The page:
Sunday, June 18, 2017

Happy Father's Day!

          In honor of Father's Day this year, here is a small pictorial tribute to my paternal line and some of the other paternal lines in our family tree.

My Paternal Line

My father, Richard, and me:

My father's father, Roy Webb:

Roy's father, John David Webb:

My mother's paternal line

My paternal grandfather, Charles Wilbur Sadler

C. W.'s father, Wilbur Fisk Sadler:

Wilbur's father, Thomas William Sadler:

My husband's paternal line

 My husband's father, Neal Morehart:

Neal's father, J. Warren Morehart with Neal and his brother Charles:

Warren's father, David Hackett Morehart:

David's father, Jacob W. Morehart:

My husband's mother's paternal line

My husband's maternal grandfather, Robert Brown Smith:

Robert's father, Gaius Smith:

Friday, June 9, 2017

Caleb M Houdyshell suffers a tragic loss

     Household fires were a very real threat in our ancestors' times. They cooked with fire and heated their homes with fire. They used fire to heat water with which to wash themselves and their belongings. They lit their houses with fire. They used candles. They used wood, coal, gas, oil, and kerosene in fireplaces, stoves, ovens, furnaces, boilers, and lamps. The fires were a threat in and of themselves, and so were the hot coals and ashes they produced. I have read about numerous fires suffered by my and my husband's ancestors, but the fire that devastated Caleb Houdyshell's family was the worst.
    Caleb Martin Houdyshell was my husband's great-great-great grandfather. He was born in Ohio on September 29, 1837 to John and Cynthia (Mahurin) Houdyshell. When he was 19, he married 18 year old America Virginia Yakey in Cass County, Indiana on December 23, 1856.  She was the daughter of Henry and Mary Yakey. Caleb and America welcomed a daughter named Ida in July 1858, and then two sons: Willie in April 1862, and Frankie in June 1864. They appear to have had one more child, whose name I do not know.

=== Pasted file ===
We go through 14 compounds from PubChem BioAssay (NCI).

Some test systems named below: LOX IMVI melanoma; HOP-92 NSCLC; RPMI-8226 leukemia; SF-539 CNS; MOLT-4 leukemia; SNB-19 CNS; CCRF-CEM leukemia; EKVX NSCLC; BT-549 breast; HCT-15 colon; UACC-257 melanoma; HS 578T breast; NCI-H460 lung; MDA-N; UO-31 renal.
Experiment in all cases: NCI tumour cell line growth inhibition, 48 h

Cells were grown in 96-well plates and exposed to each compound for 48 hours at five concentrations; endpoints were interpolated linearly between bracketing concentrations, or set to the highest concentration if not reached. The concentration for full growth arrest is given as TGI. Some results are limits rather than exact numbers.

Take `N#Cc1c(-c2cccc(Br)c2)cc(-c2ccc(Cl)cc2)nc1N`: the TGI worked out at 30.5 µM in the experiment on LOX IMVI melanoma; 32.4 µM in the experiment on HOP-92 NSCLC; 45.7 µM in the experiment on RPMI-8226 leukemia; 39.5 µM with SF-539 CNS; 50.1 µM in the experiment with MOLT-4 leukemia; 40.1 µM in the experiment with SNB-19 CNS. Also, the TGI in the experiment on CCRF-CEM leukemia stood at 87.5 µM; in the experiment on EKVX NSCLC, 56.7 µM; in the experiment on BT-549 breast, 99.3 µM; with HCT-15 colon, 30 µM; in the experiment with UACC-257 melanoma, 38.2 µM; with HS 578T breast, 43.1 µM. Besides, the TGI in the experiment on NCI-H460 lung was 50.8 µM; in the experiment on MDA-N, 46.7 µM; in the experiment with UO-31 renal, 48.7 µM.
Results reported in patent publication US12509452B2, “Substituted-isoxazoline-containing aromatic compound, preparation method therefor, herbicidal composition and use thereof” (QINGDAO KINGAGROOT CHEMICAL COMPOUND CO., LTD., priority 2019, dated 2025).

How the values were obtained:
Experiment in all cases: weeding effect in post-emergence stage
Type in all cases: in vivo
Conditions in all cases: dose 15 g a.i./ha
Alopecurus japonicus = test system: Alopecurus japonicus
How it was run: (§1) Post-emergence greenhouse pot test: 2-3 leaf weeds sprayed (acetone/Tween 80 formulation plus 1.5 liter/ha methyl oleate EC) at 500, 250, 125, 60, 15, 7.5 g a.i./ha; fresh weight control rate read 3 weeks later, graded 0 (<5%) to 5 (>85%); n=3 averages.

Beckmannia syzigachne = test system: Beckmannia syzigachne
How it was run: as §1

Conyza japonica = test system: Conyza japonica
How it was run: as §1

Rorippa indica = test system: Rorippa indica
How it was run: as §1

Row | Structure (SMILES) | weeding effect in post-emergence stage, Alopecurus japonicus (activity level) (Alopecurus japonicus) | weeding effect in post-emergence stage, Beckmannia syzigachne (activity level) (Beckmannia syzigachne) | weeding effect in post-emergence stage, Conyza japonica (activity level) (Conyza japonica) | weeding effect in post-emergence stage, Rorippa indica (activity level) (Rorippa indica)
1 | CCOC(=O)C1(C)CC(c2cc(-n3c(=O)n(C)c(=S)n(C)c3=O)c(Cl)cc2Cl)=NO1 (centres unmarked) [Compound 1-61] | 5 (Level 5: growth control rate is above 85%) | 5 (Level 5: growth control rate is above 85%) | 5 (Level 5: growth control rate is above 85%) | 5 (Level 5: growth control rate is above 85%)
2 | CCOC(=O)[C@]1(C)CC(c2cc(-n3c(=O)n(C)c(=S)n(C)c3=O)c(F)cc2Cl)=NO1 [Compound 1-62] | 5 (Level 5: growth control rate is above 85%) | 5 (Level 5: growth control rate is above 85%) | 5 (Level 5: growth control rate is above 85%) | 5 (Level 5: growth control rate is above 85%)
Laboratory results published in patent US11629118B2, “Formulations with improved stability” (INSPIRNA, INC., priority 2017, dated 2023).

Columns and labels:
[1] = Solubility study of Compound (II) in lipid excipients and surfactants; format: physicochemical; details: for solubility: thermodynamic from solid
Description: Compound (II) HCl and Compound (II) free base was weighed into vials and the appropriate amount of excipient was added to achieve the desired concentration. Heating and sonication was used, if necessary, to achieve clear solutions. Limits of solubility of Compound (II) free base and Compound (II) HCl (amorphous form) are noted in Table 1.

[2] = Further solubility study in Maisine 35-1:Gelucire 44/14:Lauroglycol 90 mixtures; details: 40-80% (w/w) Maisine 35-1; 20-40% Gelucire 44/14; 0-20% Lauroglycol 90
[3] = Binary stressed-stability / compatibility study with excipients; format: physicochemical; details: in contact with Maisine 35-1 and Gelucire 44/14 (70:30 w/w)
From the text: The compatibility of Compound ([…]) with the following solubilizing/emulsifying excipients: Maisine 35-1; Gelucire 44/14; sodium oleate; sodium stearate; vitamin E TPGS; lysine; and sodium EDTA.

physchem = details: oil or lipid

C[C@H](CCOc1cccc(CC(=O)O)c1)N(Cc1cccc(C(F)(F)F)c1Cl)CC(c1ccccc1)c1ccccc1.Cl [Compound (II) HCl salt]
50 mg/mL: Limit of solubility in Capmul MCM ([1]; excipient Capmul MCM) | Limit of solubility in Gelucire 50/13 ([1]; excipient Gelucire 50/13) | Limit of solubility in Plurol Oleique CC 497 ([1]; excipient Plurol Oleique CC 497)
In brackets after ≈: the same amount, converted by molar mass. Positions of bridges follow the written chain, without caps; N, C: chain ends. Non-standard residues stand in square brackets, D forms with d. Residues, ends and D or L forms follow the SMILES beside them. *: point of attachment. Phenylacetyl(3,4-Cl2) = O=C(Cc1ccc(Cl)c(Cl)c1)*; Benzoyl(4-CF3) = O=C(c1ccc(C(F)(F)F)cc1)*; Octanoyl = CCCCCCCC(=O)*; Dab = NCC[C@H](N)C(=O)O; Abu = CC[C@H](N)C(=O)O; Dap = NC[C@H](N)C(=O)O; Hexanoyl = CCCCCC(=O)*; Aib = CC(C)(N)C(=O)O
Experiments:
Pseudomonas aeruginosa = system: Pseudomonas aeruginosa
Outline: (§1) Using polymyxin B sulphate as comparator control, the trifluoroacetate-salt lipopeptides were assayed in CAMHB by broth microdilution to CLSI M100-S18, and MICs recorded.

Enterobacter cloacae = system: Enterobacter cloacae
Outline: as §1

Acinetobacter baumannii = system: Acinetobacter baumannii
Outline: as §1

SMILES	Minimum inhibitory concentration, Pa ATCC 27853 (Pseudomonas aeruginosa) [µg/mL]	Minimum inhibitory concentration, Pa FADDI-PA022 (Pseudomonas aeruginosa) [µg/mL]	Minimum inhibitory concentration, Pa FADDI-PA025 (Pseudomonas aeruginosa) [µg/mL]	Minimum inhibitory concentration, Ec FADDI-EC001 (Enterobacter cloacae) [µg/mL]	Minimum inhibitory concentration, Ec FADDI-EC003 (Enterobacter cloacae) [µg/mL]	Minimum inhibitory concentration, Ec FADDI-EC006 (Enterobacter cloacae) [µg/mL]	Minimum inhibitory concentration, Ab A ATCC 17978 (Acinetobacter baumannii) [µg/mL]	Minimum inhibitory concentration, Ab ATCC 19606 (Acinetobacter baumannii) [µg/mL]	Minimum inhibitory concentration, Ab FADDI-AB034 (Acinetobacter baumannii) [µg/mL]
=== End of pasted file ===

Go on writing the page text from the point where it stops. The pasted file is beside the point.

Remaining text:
In the fall of 1864, Caleb went to fight for the Union Army in the Civil War. He survived the war, but he suffered from numerous physical complaints as a result of the illness and hardships he had endured while in service. He went home to America and his children, and the family moved to Competine Township in Wapello, Iowa in the fall of 1867. There they took up residence in a one and a half story wood home near his parents and siblings.
     A few months after their move to Iowa, tragedy struck the family. In the early morning hours of January 22, 1868, some hot ashes that had been deposited in the "shed part" of the house ignited a fire that quickly spread through the rest of the house. Caleb was not home, but America, their young children and Caleb's younger sister Carrie (Caroline Druscilla Houdyshell) were all sleeping in the house at that time. Only America, Ida and the unknown fourth child were able to escape the burning house. Five year old Willie, three year old Frankie and their 22 year old aunt Carrie all perished in the flames. The story of the fire was carried in papers as far away as Chicago.
     America and Caleb were devastated. They tried to pick up the pieces of their lives and continue. They had one more child together, a daughter named Lillian who was born on July 28, 1869. America died just over a year later on August 14, 1870.
     Caleb went on to marry again. He married Sarah Cowger in 1871, and he and Sarah had two children together named Mary Estella and Rolla. Caleb and family moved to Kansas for a time but then settled back in Iowa--in Ottumwa. Caleb suffered from poor health the rest of his life, and his son Rolla caused him much grief, but those are stories for another time.
     Fire brought public notice to Caleb again in 1901. He was walking down a street near his home in Ottumwa at about 7:30 on the morning of April 11, when he noticed smoke coming the attic of a house. He rushed to raise to notify the occupants of the house and telephoned the fire department. No one was injured and the fire department responded so quickly that the house suffered minimal damage. He was able to give that family the happy ending that his was denied.

Article about the tragic fire of January 22, 1868, that appeared on the page two of the January 31, 1868 edition of the Chicago Tribune. Digital image of the newspaper found at ChroniclingAmerica.